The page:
Wednesday, August 05, 2009

Doing a Number on Us

We're beginning to get a chance to take a glimpse behind the Wizard of Oz's curtain on the puffed up school test scores and graduation rates. Yesterday, the NY Times continued its fine reporting on those scores-you know, the ones that have suddenly transformed city school kids into brainiacs; and the concerns expressed relate not only to question of whether these tests are watered down, but whether they are also a product of obsessive teaching to the test:

"In its campaign to extend the mayor’s school control law, which the State Senate is expected to take up this week, the Bloomberg administration has used the rising test scores as evidence of improved teaching and learning under its direction. Still, educators continue to debate the true value of the tests and a curriculum guided by them, arguing that some of the rise in scores is attributable simply to students’ growing comfort with test-taking, and that some of the skills developed to prepare for the exams, like time-allocation techniques and multiple-choice shortcuts, are poor substitutes for true understanding of key concepts."

And, as far as the watered down issue is concerned: "Questions of whether the state tests have been made too easy grew in 2007, when the results of a federal test, the National Assessment of Educational Progress, showed that the city’s eighth graders had made no significant gains in reading or math under the mayor’s control. (Fourth-grade math and reading scores on the federal test rose; new federal results are expected this fall.) Average SAT scores for city students fell 2 percent from 2004 to 2008, though that is partly explained by the increasing number of students who took the tests: 40,500 last year, up from 33,150. Critics ask: If students were really learning more and better, as opposed to just better learning the state testing protocol, wouldn’t their performance rise on all manner of measurements?"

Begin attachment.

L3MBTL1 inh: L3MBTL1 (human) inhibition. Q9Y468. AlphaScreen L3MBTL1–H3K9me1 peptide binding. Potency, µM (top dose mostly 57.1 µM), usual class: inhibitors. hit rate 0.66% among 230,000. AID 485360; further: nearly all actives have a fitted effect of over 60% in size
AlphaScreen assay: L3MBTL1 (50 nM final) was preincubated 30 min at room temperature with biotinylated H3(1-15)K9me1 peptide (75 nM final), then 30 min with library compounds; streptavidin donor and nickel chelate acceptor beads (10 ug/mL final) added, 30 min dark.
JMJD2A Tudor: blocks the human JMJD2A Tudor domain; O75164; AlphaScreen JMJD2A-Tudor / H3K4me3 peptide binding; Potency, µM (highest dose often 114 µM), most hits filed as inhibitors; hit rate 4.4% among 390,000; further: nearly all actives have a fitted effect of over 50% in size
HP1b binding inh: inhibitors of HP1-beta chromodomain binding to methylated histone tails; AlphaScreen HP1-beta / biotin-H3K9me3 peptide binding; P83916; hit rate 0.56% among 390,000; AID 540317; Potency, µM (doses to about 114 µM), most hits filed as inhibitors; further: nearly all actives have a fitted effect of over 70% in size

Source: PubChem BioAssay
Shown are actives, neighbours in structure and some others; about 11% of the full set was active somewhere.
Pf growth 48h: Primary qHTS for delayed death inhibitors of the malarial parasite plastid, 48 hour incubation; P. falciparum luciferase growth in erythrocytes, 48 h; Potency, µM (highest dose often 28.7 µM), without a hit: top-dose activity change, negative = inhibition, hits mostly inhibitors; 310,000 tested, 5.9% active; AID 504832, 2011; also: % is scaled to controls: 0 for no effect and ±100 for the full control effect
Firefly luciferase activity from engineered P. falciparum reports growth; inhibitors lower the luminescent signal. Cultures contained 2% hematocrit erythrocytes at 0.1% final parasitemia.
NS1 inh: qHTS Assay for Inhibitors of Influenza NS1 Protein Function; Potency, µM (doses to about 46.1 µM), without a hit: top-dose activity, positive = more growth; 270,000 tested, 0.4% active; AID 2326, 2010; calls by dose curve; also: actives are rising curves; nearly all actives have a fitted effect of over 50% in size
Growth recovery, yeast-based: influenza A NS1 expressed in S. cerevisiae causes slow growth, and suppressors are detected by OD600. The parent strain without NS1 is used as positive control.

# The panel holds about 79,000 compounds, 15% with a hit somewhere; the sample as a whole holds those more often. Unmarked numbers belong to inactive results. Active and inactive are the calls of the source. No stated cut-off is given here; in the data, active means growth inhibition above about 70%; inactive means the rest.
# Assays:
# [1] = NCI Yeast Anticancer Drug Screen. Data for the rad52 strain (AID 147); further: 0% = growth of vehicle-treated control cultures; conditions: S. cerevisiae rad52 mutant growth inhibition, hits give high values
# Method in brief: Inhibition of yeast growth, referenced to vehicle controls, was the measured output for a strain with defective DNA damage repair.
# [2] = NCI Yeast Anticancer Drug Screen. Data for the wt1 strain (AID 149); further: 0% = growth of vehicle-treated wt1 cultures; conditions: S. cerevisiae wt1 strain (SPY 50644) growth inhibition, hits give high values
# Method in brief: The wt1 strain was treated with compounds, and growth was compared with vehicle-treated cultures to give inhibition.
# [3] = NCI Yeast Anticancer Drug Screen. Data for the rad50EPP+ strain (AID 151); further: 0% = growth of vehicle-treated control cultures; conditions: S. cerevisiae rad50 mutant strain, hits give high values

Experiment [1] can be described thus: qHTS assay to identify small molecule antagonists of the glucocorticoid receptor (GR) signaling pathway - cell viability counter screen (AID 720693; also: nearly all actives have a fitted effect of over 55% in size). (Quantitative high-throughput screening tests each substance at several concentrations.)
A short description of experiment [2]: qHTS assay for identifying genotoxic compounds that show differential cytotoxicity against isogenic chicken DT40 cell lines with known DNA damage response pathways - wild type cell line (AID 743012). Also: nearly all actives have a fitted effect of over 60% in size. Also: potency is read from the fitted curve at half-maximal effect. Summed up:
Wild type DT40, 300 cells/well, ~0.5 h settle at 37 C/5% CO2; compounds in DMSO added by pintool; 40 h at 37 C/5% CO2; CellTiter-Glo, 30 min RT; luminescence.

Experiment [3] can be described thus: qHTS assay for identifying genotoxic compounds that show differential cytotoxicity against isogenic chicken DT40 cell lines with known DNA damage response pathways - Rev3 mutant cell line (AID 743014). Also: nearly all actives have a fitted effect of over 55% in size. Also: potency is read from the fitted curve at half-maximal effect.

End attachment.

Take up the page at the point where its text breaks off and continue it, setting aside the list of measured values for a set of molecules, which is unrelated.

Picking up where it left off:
Yes, wouldn't they? But the gap between test scores and actual learning has yet to be fully examined-and with the flim flammers at the DOE, it's unlikely to happen with any integrity: "Howard T. Everson, a senior research fellow at City University of New York and chairman of the Technical Advisory Group, a collection of experts who oversee the state testing process, said he believed New York’s tests were “about as good as we can build them.” But he said that with so much riding on the tests, there was a need for greater study to certify that rising scores correspond with a gain in learning. “Unfortunately, I think some of the gains that we’re seeing are probably related to test-score inflation, meaning that people are using inappropriate ways of teaching to the test,” he said. “Instead of really good time spent on instruction, they’re doing a lot of test prep and drill.”

Which brings us to the graduation rates that were the focus of a recent Bill Thompson audit. As Wayne Barrett reports, the city's crack auditor, Ernst and Young, acted more like the firm of Dewey, Cheathum, and Howe in its immediate, and inaccurate, critique of the Comptroller's audit: "When Bill Thompson issued a recent audit questioning the high school graduation rate claims of the Bloomberg administration, the Department of Education enlisted its prestigious outside auditor, Ernst & Young, to rebut the comptroller's findings. But the E&Y partner who signed the unusual June 22 letter challenging Thompson's findings, David Milkosky, turns out to be a thin reed for Bloomberg to lean on."